If you have ever wondered how to attach a collar and what types of collars there are out there, here’s a good tutorial to look through. This fine detail which adds character to a garment can seem a little daunting at times. Luckily, finding an easy step by step guide’ and practising it a few times can allow you to overcome this obstacle. In this tutorial you can learn’ how to draft and attach a straight edge shirt collar and learn about other collars and ways to finish a neck line beautifully. We’ hope this tutorial will help and inspire those new to sewing and reawaken the desire to make something special with the experts. Who knew making and attaching a shirt collar could be so straight forward?!
Fabric, Matching sewing thread
Interfacing fabric (Iron on, or glue on)
Pins, tape measure, fabric marker/tailoring chalk
Bone folder/point turner
1. Follow this pattern and cut out the relevant pieces for the shirt collar, adding on 3/8 inch (1cm) seam allowance along all seams.
2. Attach interfacing fabric onto one of your collar pieces, and one onto’ one of the collar stand pieces.
3. With right sides together, place the collar pieces on top of each other, and use a fabric marker to mark the corner point of the collar. This is to ensure accuracy when sewing.
4. Stitch along the seam allowance, leaving the seam which will join the collar stand open.
5. Still on the wrong side of the collar, snip the corner, and trim along the excess fabric as close to the stitching line as possible. This is to reduce bulk once you turn the collar inside out.
6. Turn the collar onto its right side, use a bone folder/point turner to push the collar tip as precise as possible. Anything sharper could damage the stitching.
7. Once again, using a fabric marker (that can be removed), mark the corners of the collar to ensure accuracy when top stitching. This mark should be 3/8 inch (1cm) away from the seam.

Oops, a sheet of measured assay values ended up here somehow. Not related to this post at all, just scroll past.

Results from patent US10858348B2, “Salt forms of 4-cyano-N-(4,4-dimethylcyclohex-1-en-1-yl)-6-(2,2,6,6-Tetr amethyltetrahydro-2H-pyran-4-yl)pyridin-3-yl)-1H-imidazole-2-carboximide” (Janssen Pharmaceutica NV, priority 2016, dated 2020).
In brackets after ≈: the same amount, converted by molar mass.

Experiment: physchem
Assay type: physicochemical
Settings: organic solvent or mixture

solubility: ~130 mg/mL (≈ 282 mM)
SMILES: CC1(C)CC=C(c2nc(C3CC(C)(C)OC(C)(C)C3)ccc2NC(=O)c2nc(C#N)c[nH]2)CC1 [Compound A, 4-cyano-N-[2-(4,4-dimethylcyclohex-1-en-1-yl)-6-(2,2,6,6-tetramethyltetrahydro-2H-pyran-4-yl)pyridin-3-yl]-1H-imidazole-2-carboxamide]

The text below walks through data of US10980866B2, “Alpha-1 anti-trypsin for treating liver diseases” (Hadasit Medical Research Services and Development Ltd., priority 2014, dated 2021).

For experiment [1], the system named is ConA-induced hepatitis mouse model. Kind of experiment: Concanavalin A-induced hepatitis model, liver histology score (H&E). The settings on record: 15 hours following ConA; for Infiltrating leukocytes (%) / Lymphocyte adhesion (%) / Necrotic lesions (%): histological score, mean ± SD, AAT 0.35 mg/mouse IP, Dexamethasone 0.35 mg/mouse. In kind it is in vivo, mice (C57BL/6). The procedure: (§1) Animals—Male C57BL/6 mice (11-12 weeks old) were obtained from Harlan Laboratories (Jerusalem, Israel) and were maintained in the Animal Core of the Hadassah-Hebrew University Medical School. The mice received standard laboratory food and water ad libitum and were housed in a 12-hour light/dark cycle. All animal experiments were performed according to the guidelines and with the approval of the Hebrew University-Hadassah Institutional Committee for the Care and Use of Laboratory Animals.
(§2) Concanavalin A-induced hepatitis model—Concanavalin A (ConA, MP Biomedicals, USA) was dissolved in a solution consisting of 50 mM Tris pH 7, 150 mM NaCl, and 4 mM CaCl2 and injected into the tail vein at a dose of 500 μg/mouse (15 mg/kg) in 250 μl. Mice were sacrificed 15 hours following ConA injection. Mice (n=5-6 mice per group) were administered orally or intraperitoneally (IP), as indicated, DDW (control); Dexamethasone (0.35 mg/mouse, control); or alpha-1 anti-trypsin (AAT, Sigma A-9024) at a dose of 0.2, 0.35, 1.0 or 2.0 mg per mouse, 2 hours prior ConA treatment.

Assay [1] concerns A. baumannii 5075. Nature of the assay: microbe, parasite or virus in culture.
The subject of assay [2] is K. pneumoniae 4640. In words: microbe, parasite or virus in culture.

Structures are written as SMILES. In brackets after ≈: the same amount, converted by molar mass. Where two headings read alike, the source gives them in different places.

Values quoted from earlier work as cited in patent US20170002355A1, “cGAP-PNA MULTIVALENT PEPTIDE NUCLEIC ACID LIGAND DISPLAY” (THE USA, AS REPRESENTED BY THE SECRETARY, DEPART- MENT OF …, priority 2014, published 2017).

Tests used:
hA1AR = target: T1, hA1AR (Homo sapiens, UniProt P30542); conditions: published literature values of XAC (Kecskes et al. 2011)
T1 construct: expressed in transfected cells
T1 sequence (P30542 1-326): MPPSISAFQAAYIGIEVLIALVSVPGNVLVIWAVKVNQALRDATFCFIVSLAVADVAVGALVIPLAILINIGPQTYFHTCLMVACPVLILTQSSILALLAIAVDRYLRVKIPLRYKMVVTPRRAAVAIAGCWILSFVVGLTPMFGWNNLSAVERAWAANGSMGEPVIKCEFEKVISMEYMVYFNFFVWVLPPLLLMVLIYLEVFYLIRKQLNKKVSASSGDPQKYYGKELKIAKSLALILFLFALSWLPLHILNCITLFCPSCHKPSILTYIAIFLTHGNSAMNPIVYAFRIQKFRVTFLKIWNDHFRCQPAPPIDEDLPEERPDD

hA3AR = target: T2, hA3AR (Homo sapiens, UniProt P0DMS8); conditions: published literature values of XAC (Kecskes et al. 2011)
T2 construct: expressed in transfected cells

8. Top stitch along the three stitched seams. Press.
9. Make sure’ the shoulder seams, and all the button stands/plackets of the bodice are sewn in already.
10. With right sides together, pin the bottom seam of the interfaced collar stand onto the neckline of the shirt. Making sure centre notches and centre front seams match up. The collar stand will be longer as it will still have the seam allowance at the centre front seam of its panel, compared to the already put together bodice panels.
11. Stitch along this seam and press open.
12. Take the other collar stand panel, and press the seam allowance of the bottom seam onto the wrong side of the stand.
13. With the attached collar stand’s right side facing you, lay the collar panel on top along the top seam of the collar stand. Then, place the pressed’ collar stand on top, with its wrong side facing you.
13. Pin all these layers together, matching up all the centre notching.
14. ‘ Stitch along this seam, with the curve seam that will occur at the edge of the collar stand panels. Trim along this seam as well to get rid of excess fabric.
15. Turn the collar stand onto the right side and you will see the collar is sandwiched in between the stand panels, and the inside collar stand is the only panel left to be stitched in place.
16. You will need to top stitch along the whole’ seam of the collar stand, so with the right side of the bodice facing you, pin along the bottom seam of the collar stand, catching the pressed edge of the inside panel.
17. Stitch all the way along. Press.
Next, you are ready to add all the other finishing touches to your garment!
Here are a few more other ideas you can use to finish your collar:
Using Bias Tape
Using Neck Facing
The panels can be made, by tracing the neckline of your front and back bodice pattern, measure the width (along the shoulder seam) to’ around 1-1.5 inch (3/4cm) from the neckline, and draw a curved line that attach the centre front/back to the shoulder point.
For an easy, standing upright collar this is a perfect collar to choose. The height of the collar can be adjusted to liking.
Peter Pan Collar
This collar is mostly used on garment with a back opening, as the back of the collar panels are not joined.
You see, it wasn’t so difficult! Now you can look at’ the plethora’ of fabric‘ we have to offer and’ start practising this newly learnt technique!